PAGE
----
``Our kids are making plays every opportunity that they have. They are playing really good team defense and there's no one guy playing better than anybody else,'' O'Leary said. ``From a sense of urgency standpoint and playing with passion they've been great. The kids are playing tough and fast, and that's what we'll have to have this week. We'll have to have a helluva ballgame because SMU is playing on all cylinders right now.''
Despite narrow losses to FIU and BYU, UCF's defense has hit on all cylinders all season. The Knights have held three foes (Charleston Southern, Boston College and Marshall) to single-digit first downs, and no opponent has even come close to getting 300 yards against the Knights this season. Even in defeat, FIU (204 yards) and BYU (260 yards) were badly outgained by UCF's offense.
``The way we're playing is a testament to the coaches and players here, and since I've been here we've always prided ourselves on being a defense that's tough and physical,'' said senior middle linebacker Josh Linam, who had six tackles, a sack and a fumble recovery in UCF's 16-6 defeat of Marshall last Saturday. ``We've tried to stick with it and be mentally tough throughout the entire game. That's why we've been able to be so successful.''
One thing that O'Leary likes about this defense is that several players have posted impressive numbers on the tackle chart - a true sign that the Knights are getting several players to the ball. Liname leads the team with 28 tackles, followed closely by junior safety and emotional leader Kemal Ishmael with 26 total stops. Converted tailback Jonathan Davis has been a big hit at linebacker with 21 stops and a team-high 7.5 tackles for loss.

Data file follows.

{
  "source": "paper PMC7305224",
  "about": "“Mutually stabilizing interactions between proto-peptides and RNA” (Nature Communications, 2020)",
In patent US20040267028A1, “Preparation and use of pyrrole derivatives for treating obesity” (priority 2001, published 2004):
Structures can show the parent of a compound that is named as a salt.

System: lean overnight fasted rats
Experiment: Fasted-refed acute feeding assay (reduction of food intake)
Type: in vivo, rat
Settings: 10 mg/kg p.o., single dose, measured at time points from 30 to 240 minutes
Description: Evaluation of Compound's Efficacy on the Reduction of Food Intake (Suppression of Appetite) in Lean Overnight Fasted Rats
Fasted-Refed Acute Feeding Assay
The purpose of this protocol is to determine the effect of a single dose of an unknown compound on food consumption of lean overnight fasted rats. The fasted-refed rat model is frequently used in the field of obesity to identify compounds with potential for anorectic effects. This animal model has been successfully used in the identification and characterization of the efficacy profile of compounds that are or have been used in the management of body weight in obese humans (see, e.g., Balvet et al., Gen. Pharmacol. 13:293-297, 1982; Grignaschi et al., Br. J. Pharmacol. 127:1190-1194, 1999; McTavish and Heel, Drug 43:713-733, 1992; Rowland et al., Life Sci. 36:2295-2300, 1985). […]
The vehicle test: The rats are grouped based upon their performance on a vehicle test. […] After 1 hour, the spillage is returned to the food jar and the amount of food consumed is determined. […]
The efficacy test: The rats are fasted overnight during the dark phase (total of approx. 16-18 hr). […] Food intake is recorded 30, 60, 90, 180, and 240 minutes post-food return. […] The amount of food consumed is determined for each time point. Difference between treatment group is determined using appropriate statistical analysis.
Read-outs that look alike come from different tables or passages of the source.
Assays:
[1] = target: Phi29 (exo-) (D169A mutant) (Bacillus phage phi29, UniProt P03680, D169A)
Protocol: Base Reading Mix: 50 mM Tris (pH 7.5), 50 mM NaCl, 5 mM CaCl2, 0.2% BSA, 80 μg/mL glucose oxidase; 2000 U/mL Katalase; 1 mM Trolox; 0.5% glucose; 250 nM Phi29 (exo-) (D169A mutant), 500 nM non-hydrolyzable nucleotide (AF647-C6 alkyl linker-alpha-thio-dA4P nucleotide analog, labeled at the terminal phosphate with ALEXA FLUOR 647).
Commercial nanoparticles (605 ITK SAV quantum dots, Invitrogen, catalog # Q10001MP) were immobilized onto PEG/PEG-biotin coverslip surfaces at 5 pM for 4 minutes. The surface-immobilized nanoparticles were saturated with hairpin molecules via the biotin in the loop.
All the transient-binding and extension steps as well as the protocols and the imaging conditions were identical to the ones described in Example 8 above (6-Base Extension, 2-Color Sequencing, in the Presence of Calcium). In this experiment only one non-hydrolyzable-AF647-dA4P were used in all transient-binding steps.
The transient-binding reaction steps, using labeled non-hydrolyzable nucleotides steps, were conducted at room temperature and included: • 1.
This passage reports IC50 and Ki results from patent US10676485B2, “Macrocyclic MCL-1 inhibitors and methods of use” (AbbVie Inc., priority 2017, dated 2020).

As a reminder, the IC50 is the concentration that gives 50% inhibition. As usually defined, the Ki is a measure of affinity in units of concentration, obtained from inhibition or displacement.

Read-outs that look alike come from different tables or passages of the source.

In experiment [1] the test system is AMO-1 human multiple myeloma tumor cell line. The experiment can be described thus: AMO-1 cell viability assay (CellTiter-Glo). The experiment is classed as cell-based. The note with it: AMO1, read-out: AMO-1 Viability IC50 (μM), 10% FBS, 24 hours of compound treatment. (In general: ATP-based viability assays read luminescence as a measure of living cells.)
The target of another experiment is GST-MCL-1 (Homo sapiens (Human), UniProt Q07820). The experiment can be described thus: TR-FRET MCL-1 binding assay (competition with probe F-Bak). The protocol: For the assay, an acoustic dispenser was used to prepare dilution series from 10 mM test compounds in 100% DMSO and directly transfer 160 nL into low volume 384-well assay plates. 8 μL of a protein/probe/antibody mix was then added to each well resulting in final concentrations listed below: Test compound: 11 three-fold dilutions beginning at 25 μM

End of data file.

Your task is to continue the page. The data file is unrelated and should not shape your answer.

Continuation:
Robinson has lived up to his preseason billing as one of the nation's best defensive backs with 10 tackles, two interceptions and seven pass breakups even though teams often shy away from throwing to his side. And Gray has solidified the defensive line with 16 tackles, 3.5 tackles for loss and five quarterback hurries.
And several newcomers such as cornerback A.J. Bouye (15 tackles), safety Clayton Geathers (15 tackles), Leilon Willingham (14 tackles) and Ray Shipman (12 tackles) have answered questions about a defense that lost standouts Bruce Miller and Derrick Hallman from last season.
Unlike some defenses that thrive while gambling and taking risks, UCF has found success while just playing sound base defense. The Knights loathe to blitz and leave themselves exposed in the secondary and as a result have just seven sacks. Also, UCF has forced just four interceptions and one fumble recovery, but has thrived with gang tackling and disciplined, fundamental play.
And the Knights have stayed strong despite changing defensive coordinators in the offseason. When highly successful coordinator Dave Huxtable left for Wisconsin, linebackers coach John Skladany was promoted to defensive coordinator. O'Leary feels that Skladany's familiarity with the defense helped make the transition easier, and he's gotten great results with his cerebral approach to defense.
``Hux did a very good job here, but John is a different personality and a different temperament. But it's the end result that you look at and whether or not the kids play with great effort or not,'' O'Leary said. ``What I see is our kids playing with great effort and they are complementing each other really well. There are a lot more guys involved in tackles and assists, so we're getting to the ball better.''
John Denton's Knights Insider appears on UCFAthletics.com several times a week. E-mail John at email@example.com.